President Omar al-Bashir has opened the country’s first gold refinery, which officials say is one of Africa’s largest plants. Analysts say it is part of a strategy by the Khartoum government to deal with the loss of oil revenue following the session of South Sudan last year. The Sudan Gold Refinery will produce more than 328 tonnes of gold each year.
Last month, the finance ministry said the export of gold ore from Sudan would be banned once the refinery opened.
According to the Reuters news agency, Sudan hopes to sell gold worth up to $3bn (£617m) this year, double last year’s gold revenue.
The country has great mining potential, but overall production figures are hard to verify because unofficial miners account for a large part of the gold industry, the agency says.
The new refinery, which will also process silver, is intended to reduce the amount of gold smuggled to other markets, such as Dubai, as producers should receive more money for higher-quality gold, it says.
“The refinery is the first project of its kind in Sudan and the second in Africa for producing and extracting gold and silver with high quality and purity,” China’s official Xinhua news agency quotes the director of the refinery, Mohamed Hassan Osman, as saying at the inauguration.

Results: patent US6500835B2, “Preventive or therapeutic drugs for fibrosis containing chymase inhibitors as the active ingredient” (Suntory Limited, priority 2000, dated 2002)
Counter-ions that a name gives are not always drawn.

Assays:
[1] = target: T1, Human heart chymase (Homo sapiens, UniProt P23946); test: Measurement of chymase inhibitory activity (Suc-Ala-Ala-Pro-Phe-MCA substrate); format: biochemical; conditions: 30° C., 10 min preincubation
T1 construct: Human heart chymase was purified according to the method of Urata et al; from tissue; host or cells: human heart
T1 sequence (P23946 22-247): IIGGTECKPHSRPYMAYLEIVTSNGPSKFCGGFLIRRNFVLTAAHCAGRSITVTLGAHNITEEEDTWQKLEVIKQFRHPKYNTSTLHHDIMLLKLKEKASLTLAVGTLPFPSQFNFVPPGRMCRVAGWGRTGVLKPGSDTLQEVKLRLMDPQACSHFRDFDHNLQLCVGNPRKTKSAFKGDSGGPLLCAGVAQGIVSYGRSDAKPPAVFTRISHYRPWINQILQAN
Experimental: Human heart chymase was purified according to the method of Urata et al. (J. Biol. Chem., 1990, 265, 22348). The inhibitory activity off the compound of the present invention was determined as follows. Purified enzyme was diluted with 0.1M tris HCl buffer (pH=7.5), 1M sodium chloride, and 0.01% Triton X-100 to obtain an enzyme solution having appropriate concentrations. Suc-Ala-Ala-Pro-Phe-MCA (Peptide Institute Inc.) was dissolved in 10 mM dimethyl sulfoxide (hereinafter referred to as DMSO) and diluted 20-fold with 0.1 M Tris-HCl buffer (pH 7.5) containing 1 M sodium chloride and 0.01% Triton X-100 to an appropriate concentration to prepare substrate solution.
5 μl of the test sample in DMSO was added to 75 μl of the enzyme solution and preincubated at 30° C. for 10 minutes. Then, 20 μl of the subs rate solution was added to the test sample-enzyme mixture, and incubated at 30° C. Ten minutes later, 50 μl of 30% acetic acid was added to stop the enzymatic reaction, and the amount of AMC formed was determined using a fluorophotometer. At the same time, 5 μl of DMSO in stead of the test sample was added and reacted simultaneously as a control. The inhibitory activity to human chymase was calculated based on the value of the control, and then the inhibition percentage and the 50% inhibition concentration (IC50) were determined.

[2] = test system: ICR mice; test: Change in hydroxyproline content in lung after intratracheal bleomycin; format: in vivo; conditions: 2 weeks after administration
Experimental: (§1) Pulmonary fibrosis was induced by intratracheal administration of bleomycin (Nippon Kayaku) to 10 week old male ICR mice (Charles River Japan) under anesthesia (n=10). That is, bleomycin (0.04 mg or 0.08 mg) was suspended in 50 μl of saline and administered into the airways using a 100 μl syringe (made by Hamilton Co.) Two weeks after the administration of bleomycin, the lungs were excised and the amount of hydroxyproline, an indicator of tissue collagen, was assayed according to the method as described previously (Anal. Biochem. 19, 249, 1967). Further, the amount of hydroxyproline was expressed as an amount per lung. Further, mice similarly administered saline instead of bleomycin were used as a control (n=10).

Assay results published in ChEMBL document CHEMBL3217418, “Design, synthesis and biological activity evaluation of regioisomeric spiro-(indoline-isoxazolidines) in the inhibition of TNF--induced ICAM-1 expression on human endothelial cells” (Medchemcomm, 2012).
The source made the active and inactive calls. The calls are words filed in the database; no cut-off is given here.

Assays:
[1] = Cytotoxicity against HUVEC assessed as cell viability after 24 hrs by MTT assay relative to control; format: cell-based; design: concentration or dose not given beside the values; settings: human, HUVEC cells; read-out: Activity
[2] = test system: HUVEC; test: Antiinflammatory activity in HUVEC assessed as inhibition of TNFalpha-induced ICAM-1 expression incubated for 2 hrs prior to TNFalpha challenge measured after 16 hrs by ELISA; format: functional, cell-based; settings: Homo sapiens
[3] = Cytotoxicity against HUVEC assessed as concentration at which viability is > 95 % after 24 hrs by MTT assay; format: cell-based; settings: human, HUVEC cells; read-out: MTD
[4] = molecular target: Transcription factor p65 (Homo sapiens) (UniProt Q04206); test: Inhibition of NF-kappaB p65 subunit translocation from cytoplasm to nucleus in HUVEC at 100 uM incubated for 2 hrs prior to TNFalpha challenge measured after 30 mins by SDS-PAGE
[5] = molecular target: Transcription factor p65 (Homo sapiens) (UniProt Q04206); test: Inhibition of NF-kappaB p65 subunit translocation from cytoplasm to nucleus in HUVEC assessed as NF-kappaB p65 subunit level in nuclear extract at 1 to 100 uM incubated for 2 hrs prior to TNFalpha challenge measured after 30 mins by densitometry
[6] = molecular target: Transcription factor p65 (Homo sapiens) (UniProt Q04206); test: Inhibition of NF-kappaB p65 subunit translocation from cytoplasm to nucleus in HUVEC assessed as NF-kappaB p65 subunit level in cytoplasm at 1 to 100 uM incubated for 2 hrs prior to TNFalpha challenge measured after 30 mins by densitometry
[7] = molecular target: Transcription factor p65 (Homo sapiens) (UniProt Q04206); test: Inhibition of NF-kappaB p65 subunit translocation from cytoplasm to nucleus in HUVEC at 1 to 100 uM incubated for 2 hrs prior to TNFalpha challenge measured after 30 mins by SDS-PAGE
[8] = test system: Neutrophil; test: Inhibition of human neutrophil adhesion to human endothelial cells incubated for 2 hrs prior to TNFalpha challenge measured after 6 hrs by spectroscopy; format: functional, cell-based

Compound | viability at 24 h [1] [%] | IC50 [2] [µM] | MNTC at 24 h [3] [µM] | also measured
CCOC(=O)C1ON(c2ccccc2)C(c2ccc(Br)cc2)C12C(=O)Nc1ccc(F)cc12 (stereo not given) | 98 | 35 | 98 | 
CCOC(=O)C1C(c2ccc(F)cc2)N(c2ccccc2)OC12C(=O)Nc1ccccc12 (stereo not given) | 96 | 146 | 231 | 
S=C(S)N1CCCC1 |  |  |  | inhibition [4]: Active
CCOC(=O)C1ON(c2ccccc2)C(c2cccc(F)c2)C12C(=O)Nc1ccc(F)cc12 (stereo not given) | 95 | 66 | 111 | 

Another refinery director, Azhari Altayeb, said the plant would also process gold from countries in the region such as Egypt, Eritrea, Chad and the Central African Republic, reports the Sudanese Media Center, a website which has close links to the government.
South Africa’s Rand Refinery, which describes itself as one of the world’s largest gold refineries – processing “most of Africa’s gold”, has a capacity to produce 600 tonnes of gold annually.
South Sudan seceded in July 201,1 taking with it three-quarters of the former country’s oil production – though it relied on pipelines routed through Sudan for export.
In January, a row with Sudan over oil transit oil prompted Juba to shut down its entire oil production of 350,000 barrels a day.
The move cut government income in Sudan, forcing Khartoum to impose spending cuts. Negotiations to end the dispute are ongoing.
Sudanese officials often state they hope gold will replace the lost oil revenues, according to the BBC.
However economists say some of the revenue disappears into the black market – and it still does not make up for all the oil money.
But in Sudan’s difficult economic climate, it is one of the sectors providing some hope, our reporter says.